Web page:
The voice cast is made up of some extremely talented actors. Some of which have been involved with DC productions including Roger Craig Smith, Jason Isaacs, Phil Lamar, and Vanessa Marshall. There is a reason these actors keep coming back and it’s because of how great they are in their respective roles. These actors are proficient in voice performance and it’s obvious that they are some of the best actors in the field currently breathing life into superhero properties. In addition to them we have Diedrich Bader as Lex Luthor and Amy Acker as Lois Lane Luthor, who give their characters a depth that hasn’t been done in other DC animated films. The title character, Superman voiced by Isaacs is phenomenally deep in characterization and performance with delivering a Russian accent that doesn’t feel as exaggerated as it easily could have been. Each performer contributed something new and engaging to their characters, which made this film much better because of it. Their talent is extremely palpable and often are the reason why each scene works.
With any animated film the most complicated and important element to make said film work is the animation. These films often have much lower budgets than animation films meant to be released in theaters on a wide scale, but that doesn’t mean that there isn’t care put into every frame of this film. The animators are excellent at finding dynamic angles and using foreshadowing to tell elements of the story. One moment I was impressed with was a sequence where we see a young version of this Universe’s Batman and there are bats behind him signifying who he is to become. The animation and the designs are spectacular. It does a decent enough job at capturing many of the iconic imagery from the original Graphic Novel and it makes it look uniquely beautiful in this version of that same story. The Soviet Superman outfit has always been one I have liked and this film does that uniform justice. It keeps the iconic imagery of his stature, while also signifying how different a world this is set in. DC’s animation always attempts to do new things within the scope of their production. I feel like they succeed way more often than they don’t and that is certainly saying something.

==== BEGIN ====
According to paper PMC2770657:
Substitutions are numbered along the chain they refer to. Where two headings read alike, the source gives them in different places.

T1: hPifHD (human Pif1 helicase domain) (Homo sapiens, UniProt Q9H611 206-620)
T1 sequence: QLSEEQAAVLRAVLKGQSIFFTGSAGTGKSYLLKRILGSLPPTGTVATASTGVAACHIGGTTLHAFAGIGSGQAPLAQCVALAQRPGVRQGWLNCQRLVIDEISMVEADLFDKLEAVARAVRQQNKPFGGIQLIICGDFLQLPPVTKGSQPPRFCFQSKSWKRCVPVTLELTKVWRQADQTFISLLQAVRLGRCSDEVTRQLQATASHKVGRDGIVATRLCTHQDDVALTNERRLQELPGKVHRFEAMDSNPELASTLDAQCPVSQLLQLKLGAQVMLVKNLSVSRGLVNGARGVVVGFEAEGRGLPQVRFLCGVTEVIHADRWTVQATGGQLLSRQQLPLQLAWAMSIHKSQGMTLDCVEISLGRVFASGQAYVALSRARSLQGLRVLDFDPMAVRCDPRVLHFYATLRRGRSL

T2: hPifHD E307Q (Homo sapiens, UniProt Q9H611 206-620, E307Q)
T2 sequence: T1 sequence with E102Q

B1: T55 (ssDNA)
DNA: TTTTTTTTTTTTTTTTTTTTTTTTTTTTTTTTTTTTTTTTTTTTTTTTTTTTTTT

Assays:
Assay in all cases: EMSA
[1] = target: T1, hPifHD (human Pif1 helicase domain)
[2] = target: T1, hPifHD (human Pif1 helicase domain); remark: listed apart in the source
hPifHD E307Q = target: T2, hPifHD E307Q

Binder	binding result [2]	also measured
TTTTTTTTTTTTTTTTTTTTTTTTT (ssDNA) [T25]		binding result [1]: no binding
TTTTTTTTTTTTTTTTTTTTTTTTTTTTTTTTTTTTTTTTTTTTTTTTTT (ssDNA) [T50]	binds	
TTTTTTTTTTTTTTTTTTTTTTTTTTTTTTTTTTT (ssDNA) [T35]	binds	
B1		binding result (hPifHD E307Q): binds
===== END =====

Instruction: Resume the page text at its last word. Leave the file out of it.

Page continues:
The sound design and musical score also elevate this project to new levels. The film beautifully knows when to utilize the score and when to use silence. Silence in a sequence can often be used to create space and create a sense of unease if the scene calls for such. The sound design is also good bringing weight to every action scene and every instance of movement. The sound design, music, and visuals really work together to create something special.
Superman: Red Son is an adaptation of a morally fascinating version of the characters we know and love. As a fan of the original comic I don’t think the film quite reaches the greatness of the original story, but it does enough good in its own right to separate itself and work on its own. The film is a great and streamlined way of experiencing this narrative and it is absolutely worth checking out if you like DC animated films or want to experience the classic comic in a new medium.